Furthermore FIG. 2 shows that the anchoring loops 9 and 10 in the region of the groove 16 embrace the casing 1 with a loop, 17 and are with this arrangement, safeguarded against axial, as well as radial movements. With a second loop 18, the anchoring loops 9 and 10 embrace the casing 1 on a second, further away position, where they are similarly safeguarded against different kinds of movements. Between the anchoring loops 17 and 18 is seen a thicker part 19 of casing 1. In spite of the safe anchoring of the anchoring loops 9 and 10 to the casing 1 on two axially from another separated points, the anchoring loops 9 and 10 are bent over the casing 1 as anchoring loops 17 and 18 without exceeding their elastical bending zone. In this position it is possible for the insertion sleeve 11 to be moved further on in the direction of the clamping nut 6 over the anchoring loops 9 and 10. This situation is described in FIG. 3. The anchoring loops 17 and 18 are part of the anchoring loops 9 and 10, respectively, and are each secured to the cylindrical casing 1 by being looped thereon and are each on opposite sides of the thicker part of the casing 1 to preclude undesired axial movement of the anchoring loops 9 and 10 on the casing 1.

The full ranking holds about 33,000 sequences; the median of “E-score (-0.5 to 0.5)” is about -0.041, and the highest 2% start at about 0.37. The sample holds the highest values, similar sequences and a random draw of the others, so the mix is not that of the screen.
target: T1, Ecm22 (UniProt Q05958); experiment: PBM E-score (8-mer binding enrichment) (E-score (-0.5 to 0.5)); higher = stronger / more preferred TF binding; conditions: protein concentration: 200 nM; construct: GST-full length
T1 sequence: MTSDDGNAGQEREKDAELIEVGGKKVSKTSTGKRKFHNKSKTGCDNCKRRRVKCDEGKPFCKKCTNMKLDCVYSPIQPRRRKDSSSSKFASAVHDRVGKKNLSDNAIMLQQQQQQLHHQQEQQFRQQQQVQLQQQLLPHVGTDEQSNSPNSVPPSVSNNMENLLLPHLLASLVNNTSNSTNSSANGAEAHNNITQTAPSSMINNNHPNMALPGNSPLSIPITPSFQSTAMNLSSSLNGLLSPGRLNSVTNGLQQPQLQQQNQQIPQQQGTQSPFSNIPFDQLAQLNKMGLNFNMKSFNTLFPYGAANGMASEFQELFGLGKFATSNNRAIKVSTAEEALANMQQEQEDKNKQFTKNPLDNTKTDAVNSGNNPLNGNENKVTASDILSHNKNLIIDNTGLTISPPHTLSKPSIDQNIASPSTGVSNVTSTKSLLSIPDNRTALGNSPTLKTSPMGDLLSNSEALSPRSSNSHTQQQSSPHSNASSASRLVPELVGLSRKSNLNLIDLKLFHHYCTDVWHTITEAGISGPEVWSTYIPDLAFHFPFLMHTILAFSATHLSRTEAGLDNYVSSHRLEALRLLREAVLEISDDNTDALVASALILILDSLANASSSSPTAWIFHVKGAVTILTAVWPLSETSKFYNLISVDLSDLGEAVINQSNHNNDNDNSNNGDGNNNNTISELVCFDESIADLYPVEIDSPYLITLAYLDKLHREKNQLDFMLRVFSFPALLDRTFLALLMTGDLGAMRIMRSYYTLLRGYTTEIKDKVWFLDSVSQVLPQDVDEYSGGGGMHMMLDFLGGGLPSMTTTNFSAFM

In FIG. 3 we see that the anchoring loops 9 and 10 are in a bent position inside the insertion sleeve. At the same time we see that the crimping 15 of the tongue 14 grasps in the depression 5 of the sleeve 2 by which the insertion sleeve 11 and the casing 1 are or connected in a rotary safe way. This facilitates the screwing of the clamping nut 6 to fasten the cathetertube 8, when it is mounted upon a trumpet like support 20, where it is squeezed with a squeeze-edge 21, to form a connection between the inner space of the catheter 8 and the chamber 22 in the casing 1, into which an injection fluid is injected after the membrane 4 has been pierced by an injection needle.